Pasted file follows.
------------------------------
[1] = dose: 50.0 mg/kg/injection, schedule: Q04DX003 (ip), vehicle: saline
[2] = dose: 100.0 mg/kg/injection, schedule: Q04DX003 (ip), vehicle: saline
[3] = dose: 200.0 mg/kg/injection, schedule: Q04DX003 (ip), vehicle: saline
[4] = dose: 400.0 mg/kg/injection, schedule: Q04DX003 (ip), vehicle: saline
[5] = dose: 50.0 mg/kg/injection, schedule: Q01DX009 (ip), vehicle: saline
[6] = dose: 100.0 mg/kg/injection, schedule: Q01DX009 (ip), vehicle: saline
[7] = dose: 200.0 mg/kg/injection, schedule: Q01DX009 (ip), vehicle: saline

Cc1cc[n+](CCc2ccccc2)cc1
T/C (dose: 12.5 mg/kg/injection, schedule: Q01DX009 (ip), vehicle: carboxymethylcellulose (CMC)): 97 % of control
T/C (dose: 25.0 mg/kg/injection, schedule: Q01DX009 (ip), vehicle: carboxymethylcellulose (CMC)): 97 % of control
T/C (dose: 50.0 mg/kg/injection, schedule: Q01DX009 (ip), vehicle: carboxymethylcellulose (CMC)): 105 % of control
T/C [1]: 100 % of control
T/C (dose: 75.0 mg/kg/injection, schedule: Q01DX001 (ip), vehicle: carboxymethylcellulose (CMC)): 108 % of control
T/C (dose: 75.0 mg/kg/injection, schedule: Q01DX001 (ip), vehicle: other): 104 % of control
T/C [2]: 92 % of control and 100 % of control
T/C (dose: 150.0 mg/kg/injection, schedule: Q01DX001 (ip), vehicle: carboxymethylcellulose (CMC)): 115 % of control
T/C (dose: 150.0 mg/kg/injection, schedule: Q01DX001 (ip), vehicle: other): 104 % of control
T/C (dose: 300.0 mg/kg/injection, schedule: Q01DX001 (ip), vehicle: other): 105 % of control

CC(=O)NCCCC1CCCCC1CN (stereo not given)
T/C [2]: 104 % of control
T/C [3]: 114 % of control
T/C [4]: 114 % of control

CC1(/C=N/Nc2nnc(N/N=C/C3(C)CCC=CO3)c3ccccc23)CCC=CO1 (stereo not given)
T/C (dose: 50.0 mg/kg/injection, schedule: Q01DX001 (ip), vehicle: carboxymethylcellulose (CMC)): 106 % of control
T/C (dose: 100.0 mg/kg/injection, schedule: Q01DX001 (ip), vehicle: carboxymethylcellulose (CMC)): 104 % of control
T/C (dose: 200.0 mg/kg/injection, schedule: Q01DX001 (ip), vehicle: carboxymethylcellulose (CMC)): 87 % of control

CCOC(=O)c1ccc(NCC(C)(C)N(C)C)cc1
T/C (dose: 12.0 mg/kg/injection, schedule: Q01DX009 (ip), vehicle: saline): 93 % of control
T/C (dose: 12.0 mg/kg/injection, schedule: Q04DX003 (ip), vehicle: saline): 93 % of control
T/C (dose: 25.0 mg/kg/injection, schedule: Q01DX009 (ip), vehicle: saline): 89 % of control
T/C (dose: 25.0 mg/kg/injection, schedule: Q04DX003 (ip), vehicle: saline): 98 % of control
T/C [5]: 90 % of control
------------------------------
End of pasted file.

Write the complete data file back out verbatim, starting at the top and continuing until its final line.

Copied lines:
[1] = dose: 50.0 mg/kg/injection, schedule: Q04DX003 (ip), vehicle: saline
[2] = dose: 100.0 mg/kg/injection, schedule: Q04DX003 (ip), vehicle: saline
[3] = dose: 200.0 mg/kg/injection, schedule: Q04DX003 (ip), vehicle: saline
[4] = dose: 400.0 mg/kg/injection, schedule: Q04DX003 (ip), vehicle: saline
[5] = dose: 50.0 mg/kg/injection, schedule: Q01DX009 (ip), vehicle: saline
[6] = dose: 100.0 mg/kg/injection, schedule: Q01DX009 (ip), vehicle: saline
[7] = dose: 200.0 mg/kg/injection, schedule: Q01DX009 (ip), vehicle: saline

Cc1cc[n+](CCc2ccccc2)cc1
T/C (dose: 12.5 mg/kg/injection, schedule: Q01DX009 (ip), vehicle: carboxymethylcellulose (CMC)): 97 % of control
T/C (dose: 25.0 mg/kg/injection, schedule: Q01DX009 (ip), vehicle: carboxymethylcellulose (CMC)): 97 % of control
T/C (dose: 50.0 mg/kg/injection, schedule: Q01DX009 (ip), vehicle: carboxymethylcellulose (CMC)): 105 % of control
T/C [1]: 100 % of control
T/C (dose: 75.0 mg/kg/injection, schedule: Q01DX001 (ip), vehicle: carboxymethylcellulose (CMC)): 108 % of control
T/C (dose: 75.0 mg/kg/injection, schedule: Q01DX001 (ip), vehicle: other): 104 % of control
T/C [2]: 92 % of control and 100 % of control
T/C (dose: 150.0 mg/kg/injection, schedule: Q01DX001 (ip), vehicle: carboxymethylcellulose (CMC)): 115 % of control
T/C (dose: 150.0 mg/kg/injection, schedule: Q01DX001 (ip), vehicle: other): 104 % of control
T/C (dose: 300.0 mg/kg/injection, schedule: Q01DX001 (ip), vehicle: other): 105 % of control

CC(=O)NCCCC1CCCCC1CN (stereo not given)
T/C [2]: 104 % of control
T/C [3]: 114 % of control
T/C [4]: 114 % of control

CC1(/C=N/Nc2nnc(N/N=C/C3(C)CCC=CO3)c3ccccc23)CCC=CO1 (stereo not given)
T/C (dose: 50.0 mg/kg/injection, schedule: Q01DX001 (ip), vehicle: carboxymethylcellulose (CMC)): 106 % of control
T/C (dose: 100.0 mg/kg/injection, schedule: Q01DX001 (ip), vehicle: carboxymethylcellulose (CMC)): 104 % of control
T/C (dose: 200.0 mg/kg/injection, schedule: Q01DX001 (ip), vehicle: carboxymethylcellulose (CMC)): 87 % of control

CCOC(=O)c1ccc(NCC(C)(C)N(C)C)cc1
T/C (dose: 12.0 mg/kg/injection, schedule: Q01DX009 (ip), vehicle: saline): 93 % of control
T/C (dose: 12.0 mg/kg/injection, schedule: Q04DX003 (ip), vehicle: saline): 93 % of control
T/C (dose: 25.0 mg/kg/injection, schedule: Q01DX009 (ip), vehicle: saline): 89 % of control
T/C (dose: 25.0 mg/kg/injection, schedule: Q04DX003 (ip), vehicle: saline): 98 % of control
T/C [5]: 90 % of control